But, before she could be free, there was something important she had to do. “I want to go to jail,” Audrey had told her mother.

So, when tens of thousands of schoolchildren walked out of class all over America on Wednesday, they weren’t merely acting in a brave and proud tradition.

Depending on how rigid their principals and school boards are, they also were taking a considerable chance.

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We’ve Got a Job: The 1963 Birmingham Children’s March by Cynthia Levinson 2013 Awardee

How former Michigan autoworker Christopher Paul Curtis became a beloved chronicler of Canadian History

In January, Scholastic published the third book in what it is calling Curtis’s Buxton Chronicles, The Journey of Little Charlie.

When we first meet Charlie in 1858, he’s a product of his environment, who has never had a reason to question the ways of the South. Things change once he makes his first journey away from home, accompanying a local plantation overseer north to retrieve a family of runaway slaves. Witnessing the ignorance and vileness of his travelling companion – a self proclaimed “slave catcher” – and faced with the task of shackling the former slaves in the streets of Detroit, Charlie’s conscience is awakened and he becomes a character today’s readers can get behind.

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Elijah of Buxton by Christopher Paul Curtis 2008 Awardee

The Watsons Go to Birmingham – 1963 by Christopher Paul Curtis 1996 Awardee

Underground Railroad Heritage Center

Storytelling will be enhanced by engaging digital media, graphics and other programming, as well as animated watercolors from award-winning illustrator E.B. Lewis and voice-over work by Emmy Award-winning actor Keith David.

“Our goal is to help visitors recognize that some modern injustices have direct roots in slavery, while other contemporary struggles parallel those of nineteenth century freedom seekers,”

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First Step: How One Girl Put Segregation on Trial, written by Susan E. Goodman, illustrated by E. B. Lewis, 2017 Awardee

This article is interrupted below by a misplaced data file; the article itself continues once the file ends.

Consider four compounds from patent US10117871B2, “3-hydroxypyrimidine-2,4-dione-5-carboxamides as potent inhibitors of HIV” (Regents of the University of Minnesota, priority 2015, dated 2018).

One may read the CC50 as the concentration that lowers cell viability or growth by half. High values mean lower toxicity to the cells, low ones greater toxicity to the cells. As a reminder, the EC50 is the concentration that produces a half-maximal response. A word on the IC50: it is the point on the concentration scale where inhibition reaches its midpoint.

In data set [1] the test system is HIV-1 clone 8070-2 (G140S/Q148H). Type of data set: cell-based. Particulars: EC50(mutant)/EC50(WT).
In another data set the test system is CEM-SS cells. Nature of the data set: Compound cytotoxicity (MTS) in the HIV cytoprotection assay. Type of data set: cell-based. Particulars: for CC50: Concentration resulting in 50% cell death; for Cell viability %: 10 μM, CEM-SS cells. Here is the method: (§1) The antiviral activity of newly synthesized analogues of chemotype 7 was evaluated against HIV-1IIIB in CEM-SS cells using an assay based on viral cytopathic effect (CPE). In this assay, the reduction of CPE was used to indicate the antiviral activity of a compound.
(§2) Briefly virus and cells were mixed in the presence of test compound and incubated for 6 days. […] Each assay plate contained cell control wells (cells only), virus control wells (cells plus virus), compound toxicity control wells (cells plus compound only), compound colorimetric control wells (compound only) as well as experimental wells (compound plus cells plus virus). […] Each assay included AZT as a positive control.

Each Kindness written by Jacqueline Woodson, illustrated by E.B. Lewis 2013 Awardee

Night Boat to Freedom, written by Margot Theis Raven with pictures by E. B. Lewis 2007 Awardee

Students learn life lessons from Battle of the Books

“Wolf Hollow” by Lauren Wolk, set in a rural Pennsylvania community during World War II, was mentioned more than once as a favored book this year. “It taught me that when things are hard to do, what’s good is to do the right thing,” said Waynesville Middle’s Mariel Ottinger. Her teammate Scarlett Strickland added that it taught her about “how to deal with bullies and be responsible.”

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Wolf Hollow by Lauren Wolk 2017 Awardee

Don’t burn the opportunity to participate in, support Big Read

Joseph Bruchac, renowned writer of Native American heritage and traditions, will be present to lead families along the trail and give out free copies of his book “How the Chipmunk Got Its Stripes.”

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The Heart of a Chief by Joseph Bruchac 1999 Awardee

The Jane Addams Children’s Book Award annually recognizes children’s books of literary and aesthetic excellence that effectively engage children in thinking about peace, social justice, global community, and equity for all people.

Read more about the 2017 Awards.